And here’s an M-Audio Nova, same conditions, for comparison:

nova, cardioid, against tone generator at 30cm, front, right, rear, left positions

The total pickup is certainly omnidirectional. But this is not a true basket head on this thing, there are support brackets on the left and right sides, and that does affect tone! High-end harmonics definitely fall off on the left and right sides.

So while it does qualify as an omnidirectional microphone in “omni” mode, I’d have to call it flawed in that mode, and use something else – like an Oktava 012 with the omnidirectional head, which is built for true omnidirectional pickup and does not exhibit this behaviour.

Alternately, I suppose it might be usable in that mode if you’re recording someone who is a tad screechy – aim the wrong side at the performer and presto, fewer high harmonics. EVERYBODY WINS XD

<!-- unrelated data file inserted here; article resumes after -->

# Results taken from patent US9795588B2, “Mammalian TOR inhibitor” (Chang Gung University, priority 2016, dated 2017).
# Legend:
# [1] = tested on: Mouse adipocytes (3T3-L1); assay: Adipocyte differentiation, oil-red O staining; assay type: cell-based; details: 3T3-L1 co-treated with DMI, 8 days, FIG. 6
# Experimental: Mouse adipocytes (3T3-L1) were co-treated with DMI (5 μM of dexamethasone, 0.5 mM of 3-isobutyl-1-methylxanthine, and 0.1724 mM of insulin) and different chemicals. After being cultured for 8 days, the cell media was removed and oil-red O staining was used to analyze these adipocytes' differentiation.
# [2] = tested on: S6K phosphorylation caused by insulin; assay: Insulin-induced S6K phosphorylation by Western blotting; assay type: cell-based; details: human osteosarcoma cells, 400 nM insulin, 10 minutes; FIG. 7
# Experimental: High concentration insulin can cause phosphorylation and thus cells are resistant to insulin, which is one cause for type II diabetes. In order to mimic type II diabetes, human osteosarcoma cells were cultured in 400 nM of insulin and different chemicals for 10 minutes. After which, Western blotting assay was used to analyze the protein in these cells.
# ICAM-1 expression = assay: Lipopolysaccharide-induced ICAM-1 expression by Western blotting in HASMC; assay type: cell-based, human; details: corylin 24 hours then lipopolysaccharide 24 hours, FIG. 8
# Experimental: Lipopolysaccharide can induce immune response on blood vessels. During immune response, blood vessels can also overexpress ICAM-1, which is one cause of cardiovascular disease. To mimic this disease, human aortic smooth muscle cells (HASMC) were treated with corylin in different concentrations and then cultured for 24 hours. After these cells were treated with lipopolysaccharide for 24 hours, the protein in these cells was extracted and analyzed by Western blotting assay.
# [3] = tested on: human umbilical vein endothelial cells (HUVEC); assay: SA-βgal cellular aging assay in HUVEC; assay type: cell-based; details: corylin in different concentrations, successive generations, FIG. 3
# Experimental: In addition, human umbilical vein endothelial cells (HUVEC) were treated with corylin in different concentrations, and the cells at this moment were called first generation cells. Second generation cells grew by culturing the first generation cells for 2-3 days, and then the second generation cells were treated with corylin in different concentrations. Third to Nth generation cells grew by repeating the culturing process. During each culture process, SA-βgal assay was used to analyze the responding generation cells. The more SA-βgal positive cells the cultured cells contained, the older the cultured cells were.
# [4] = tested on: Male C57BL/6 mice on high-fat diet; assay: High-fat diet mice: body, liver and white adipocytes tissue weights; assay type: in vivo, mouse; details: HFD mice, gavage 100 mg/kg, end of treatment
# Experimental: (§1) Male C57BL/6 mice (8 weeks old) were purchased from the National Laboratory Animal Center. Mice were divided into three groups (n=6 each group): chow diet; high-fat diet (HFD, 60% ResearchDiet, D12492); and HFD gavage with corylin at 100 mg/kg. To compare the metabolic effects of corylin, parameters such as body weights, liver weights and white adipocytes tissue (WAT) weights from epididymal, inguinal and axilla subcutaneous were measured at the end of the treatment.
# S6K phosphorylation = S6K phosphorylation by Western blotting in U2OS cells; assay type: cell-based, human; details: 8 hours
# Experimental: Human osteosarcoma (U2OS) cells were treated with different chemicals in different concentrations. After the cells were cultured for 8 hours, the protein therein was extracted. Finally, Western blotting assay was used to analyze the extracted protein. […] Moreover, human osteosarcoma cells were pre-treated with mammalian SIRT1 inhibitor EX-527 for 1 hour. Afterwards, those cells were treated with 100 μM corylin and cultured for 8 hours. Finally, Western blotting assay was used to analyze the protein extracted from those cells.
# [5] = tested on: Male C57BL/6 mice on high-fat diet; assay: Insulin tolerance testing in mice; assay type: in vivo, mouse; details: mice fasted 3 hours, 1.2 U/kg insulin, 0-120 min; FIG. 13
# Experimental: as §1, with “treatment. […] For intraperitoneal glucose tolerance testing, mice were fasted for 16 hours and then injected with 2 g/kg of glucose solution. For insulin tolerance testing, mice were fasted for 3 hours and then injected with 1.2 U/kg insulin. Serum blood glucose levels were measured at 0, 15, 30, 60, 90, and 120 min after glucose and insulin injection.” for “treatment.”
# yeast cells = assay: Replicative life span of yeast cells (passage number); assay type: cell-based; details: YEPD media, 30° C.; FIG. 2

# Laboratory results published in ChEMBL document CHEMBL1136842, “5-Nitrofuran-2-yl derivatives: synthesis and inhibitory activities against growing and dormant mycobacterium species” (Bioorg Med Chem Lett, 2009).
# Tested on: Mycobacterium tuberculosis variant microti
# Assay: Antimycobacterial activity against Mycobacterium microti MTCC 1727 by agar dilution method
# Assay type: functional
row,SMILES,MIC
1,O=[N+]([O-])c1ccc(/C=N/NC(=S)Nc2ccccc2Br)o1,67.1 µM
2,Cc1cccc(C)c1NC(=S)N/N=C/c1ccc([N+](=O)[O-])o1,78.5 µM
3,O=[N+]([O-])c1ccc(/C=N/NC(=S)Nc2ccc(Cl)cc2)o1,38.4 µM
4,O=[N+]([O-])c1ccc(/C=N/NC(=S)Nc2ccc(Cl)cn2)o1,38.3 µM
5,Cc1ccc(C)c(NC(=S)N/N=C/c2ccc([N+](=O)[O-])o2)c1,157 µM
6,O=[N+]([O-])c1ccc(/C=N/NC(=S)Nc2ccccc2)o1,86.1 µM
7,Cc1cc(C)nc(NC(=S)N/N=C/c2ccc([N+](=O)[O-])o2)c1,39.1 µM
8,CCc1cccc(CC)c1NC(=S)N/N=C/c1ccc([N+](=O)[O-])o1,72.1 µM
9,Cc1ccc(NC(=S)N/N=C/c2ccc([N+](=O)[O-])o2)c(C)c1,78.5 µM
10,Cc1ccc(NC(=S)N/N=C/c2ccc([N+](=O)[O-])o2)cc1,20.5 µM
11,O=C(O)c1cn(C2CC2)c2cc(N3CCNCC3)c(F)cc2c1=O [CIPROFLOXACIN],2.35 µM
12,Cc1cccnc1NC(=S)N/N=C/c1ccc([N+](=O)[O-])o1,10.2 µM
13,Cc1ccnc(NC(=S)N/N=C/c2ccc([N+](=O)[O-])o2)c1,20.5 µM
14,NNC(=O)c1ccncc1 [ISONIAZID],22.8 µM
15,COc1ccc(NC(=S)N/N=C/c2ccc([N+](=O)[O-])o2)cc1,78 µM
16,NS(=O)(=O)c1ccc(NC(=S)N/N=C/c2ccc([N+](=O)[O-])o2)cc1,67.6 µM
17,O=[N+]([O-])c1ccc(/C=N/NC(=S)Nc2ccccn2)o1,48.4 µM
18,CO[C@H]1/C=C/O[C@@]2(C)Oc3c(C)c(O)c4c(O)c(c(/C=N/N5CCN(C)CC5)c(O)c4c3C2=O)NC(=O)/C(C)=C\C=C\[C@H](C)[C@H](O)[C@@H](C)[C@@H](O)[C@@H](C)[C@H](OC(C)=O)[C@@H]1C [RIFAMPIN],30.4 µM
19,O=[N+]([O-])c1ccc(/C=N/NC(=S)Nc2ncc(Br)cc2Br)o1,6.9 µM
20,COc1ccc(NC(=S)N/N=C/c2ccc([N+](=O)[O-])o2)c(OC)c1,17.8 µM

let’s build an rk-47 kit microphone!

After a few suggestions that I do so, I finally went ahead and splurged for another kit microphone – the micparts RK-47 capsule and amplifier circuit board, both sized to use the dirt-common MXL-990 microphone case.

The MXL-990 is kind of a go-to microphone for people just starting at home recording. I don’t recommend it, even in that role; I think it’s a nasty piece of kit and sounds terrible. Even at $50 – the used price, roughly – you’re better off spending another $40 and getting a low-end AKG or Nova. But it is about the cheapest condenser microphone with XLR out that you could pretend to treat like a real mic, and that has meant a thriving mod community.

Here are the basic parts included with the kit. I didn’t have the capsule out – the actual thing that vibrates to sound – because it needed to stay in its protective box until installation.

This is technically an MXL-990 mod, one wherein nothing is kept but the case and socket. It’s also a nontrivial assembly, so I’m going to talk about building in this one, and have some sound samples in the next.

You can see the instruction booklet over on the right. It’s quite clear, and has some important commentary, about extra care being needed not to touch certain components any more than you have to, and which parts are particularly sensitive to heat. It does not say up front that about 25 pages in it will suggest that you use a couple of chemical products if you have them, so I ended up having to order some purple loctite and conformance coating.